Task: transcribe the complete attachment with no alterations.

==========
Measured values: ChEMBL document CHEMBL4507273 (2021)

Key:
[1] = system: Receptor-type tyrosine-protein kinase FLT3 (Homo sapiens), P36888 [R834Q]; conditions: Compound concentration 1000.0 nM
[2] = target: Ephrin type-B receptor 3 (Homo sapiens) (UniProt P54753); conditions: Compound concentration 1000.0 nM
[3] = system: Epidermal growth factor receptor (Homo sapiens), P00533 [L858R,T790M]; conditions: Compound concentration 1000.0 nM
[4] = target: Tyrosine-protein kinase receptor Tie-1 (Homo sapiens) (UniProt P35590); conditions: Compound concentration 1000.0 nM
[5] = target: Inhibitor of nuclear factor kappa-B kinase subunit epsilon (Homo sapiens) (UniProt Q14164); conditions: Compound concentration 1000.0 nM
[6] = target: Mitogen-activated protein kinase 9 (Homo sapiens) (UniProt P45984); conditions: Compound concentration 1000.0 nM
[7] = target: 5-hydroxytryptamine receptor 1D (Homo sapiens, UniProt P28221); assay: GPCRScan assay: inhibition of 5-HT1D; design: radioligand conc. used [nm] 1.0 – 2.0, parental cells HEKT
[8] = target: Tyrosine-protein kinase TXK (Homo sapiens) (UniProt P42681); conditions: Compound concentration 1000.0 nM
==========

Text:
Measured values: ChEMBL document CHEMBL4507273 (2021)

Key:
[1] = system: Receptor-type tyrosine-protein kinase FLT3 (Homo sapiens), P36888 [R834Q]; conditions: Compound concentration 1000.0 nM
[2] = target: Ephrin type-B receptor 3 (Homo sapiens) (UniProt P54753); conditions: Compound concentration 1000.0 nM
[3] = system: Epidermal growth factor receptor (Homo sapiens), P00533 [L858R,T790M]; conditions: Compound concentration 1000.0 nM
[4] = target: Tyrosine-protein kinase receptor Tie-1 (Homo sapiens) (UniProt P35590); conditions: Compound concentration 1000.0 nM
[5] = target: Inhibitor of nuclear factor kappa-B kinase subunit epsilon (Homo sapiens) (UniProt Q14164); conditions: Compound concentration 1000.0 nM
[6] = target: Mitogen-activated protein kinase 9 (Homo sapiens) (UniProt P45984); conditions: Compound concentration 1000.0 nM
[7] = target: 5-hydroxytryptamine receptor 1D (Homo sapiens, UniProt P28221); assay: GPCRScan assay: inhibition of 5-HT1D; design: radioligand conc. used [nm] 1.0 – 2.0, parental cells HEKT
[8] = target: Tyrosine-protein kinase TXK (Homo sapiens) (UniProt P42681); conditions: Compound concentration 1000.0 nM